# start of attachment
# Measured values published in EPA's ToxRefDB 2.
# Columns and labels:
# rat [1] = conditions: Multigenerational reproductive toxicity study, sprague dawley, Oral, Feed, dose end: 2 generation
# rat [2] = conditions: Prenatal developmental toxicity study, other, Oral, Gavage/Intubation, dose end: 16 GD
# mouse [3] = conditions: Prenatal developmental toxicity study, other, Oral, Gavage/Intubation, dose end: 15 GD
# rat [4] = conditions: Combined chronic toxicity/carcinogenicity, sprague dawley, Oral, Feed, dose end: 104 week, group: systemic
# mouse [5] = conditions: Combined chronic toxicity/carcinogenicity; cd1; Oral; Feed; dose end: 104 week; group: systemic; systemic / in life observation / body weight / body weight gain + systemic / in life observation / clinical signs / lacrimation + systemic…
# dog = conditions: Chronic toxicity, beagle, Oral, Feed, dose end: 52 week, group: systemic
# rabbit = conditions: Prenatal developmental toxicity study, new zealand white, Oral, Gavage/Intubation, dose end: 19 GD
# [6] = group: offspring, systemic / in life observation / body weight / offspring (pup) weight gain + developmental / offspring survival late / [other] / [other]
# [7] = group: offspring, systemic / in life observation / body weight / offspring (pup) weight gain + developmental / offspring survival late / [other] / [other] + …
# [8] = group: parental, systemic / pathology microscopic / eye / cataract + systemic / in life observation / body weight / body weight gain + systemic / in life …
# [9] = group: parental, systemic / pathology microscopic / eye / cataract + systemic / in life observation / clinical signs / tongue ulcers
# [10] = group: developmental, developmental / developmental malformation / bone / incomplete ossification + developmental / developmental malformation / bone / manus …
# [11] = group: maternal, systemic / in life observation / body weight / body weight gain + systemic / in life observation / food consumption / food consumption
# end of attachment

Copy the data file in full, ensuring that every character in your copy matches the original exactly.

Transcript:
# Measured values published in EPA's ToxRefDB 2.
# Columns and labels:
# rat [1] = conditions: Multigenerational reproductive toxicity study, sprague dawley, Oral, Feed, dose end: 2 generation
# rat [2] = conditions: Prenatal developmental toxicity study, other, Oral, Gavage/Intubation, dose end: 16 GD
# mouse [3] = conditions: Prenatal developmental toxicity study, other, Oral, Gavage/Intubation, dose end: 15 GD
# rat [4] = conditions: Combined chronic toxicity/carcinogenicity, sprague dawley, Oral, Feed, dose end: 104 week, group: systemic
# mouse [5] = conditions: Combined chronic toxicity/carcinogenicity; cd1; Oral; Feed; dose end: 104 week; group: systemic; systemic / in life observation / body weight / body weight gain + systemic / in life observation / clinical signs / lacrimation + systemic…
# dog = conditions: Chronic toxicity, beagle, Oral, Feed, dose end: 52 week, group: systemic
# rabbit = conditions: Prenatal developmental toxicity study, new zealand white, Oral, Gavage/Intubation, dose end: 19 GD
# [6] = group: offspring, systemic / in life observation / body weight / offspring (pup) weight gain + developmental / offspring survival late / [other] / [other]
# [7] = group: offspring, systemic / in life observation / body weight / offspring (pup) weight gain + developmental / offspring survival late / [other] / [other] + …
# [8] = group: parental, systemic / pathology microscopic / eye / cataract + systemic / in life observation / body weight / body weight gain + systemic / in life …
# [9] = group: parental, systemic / pathology microscopic / eye / cataract + systemic / in life observation / clinical signs / tongue ulcers
# [10] = group: developmental, developmental / developmental malformation / bone / incomplete ossification + developmental / developmental malformation / bone / manus …
# [11] = group: maternal, systemic / in life observation / body weight / body weight gain + systemic / in life observation / food consumption / food consumption